Insurer greed and self interest may wreck UK pension revolution

Published:  5 Nov at 6 PM
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The UK government’s reversal of the purchase of compulsory annuities signalled a welcome sea change for expats as well as UK retirees, but risks being derailed by intransigence between insurance companies and policymakers.

All sides in the increasingly volatile debate over the application of the new rules are protecting their own profits and interests and no single organisation is working on behalf of the consumer. The feared result is that rogue advisors and greedy product providers will win out, with pension savers at more risk of losing their investments than ever before.

For decades, insurers have been lining their and shareholders’ pockets with massive profits from pension savers who simply agreed to the first deal offered by way of so-called ‘wake-up’ packs. These documents, mailed to all retirement savers, are deliberately confusing and complex in the way in which they set out projected incomes from pension pots.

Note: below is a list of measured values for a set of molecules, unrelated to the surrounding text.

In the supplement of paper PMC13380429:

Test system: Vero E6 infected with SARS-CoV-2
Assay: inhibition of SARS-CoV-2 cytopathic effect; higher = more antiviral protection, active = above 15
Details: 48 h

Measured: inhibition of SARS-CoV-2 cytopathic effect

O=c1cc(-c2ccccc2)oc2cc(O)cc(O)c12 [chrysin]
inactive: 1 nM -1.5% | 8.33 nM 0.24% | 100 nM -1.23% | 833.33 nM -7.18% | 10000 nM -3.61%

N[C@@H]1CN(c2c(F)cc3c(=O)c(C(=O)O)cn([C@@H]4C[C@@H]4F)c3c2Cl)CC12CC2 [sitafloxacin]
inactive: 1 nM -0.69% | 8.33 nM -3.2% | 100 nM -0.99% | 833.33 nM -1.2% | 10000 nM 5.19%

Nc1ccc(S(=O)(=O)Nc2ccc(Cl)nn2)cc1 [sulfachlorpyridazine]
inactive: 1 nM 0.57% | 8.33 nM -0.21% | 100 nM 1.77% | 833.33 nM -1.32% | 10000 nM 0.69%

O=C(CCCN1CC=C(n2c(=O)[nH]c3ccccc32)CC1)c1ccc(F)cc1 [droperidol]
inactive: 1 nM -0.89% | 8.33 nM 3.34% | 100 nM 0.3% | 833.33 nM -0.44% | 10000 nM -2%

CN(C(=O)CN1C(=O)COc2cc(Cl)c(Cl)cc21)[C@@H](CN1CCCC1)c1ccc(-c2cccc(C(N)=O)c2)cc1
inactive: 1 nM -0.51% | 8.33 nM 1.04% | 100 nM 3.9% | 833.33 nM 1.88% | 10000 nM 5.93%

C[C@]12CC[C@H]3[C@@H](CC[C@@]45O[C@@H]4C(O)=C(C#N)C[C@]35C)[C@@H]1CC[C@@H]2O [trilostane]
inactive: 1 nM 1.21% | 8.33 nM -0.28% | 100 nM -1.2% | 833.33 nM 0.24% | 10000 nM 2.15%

Many thousands of UK and expat retirees now realise they chose the wrong home for their life savings, and most were never informed that they could shop around for the best deal. Despite the new rules, identical ‘wake-up’ packs ignoring the changes are now being mailed to those due to retire after next April when the reforms kick in.

Free advice is being provided by government-appointed FAs, but the scheme is poorly publicised and only three per cent of those entitled are planning to use it before making an investment decision. Expats find themselves in an even more vulnerable position, as the advice is only available to UK residents.

The tricky issue of longevity calculations is another minefield, with little real advice being given and pensions experts recently claiming that even the way longevity is calculated is open to abuse. The risks of simply cashing in and investing your entire pension pot are threefold, involving the effects of inflation on savings accounts, the instability of investing in tracking funds and capital losses caused by insurers’ high fees and poor fund performances.
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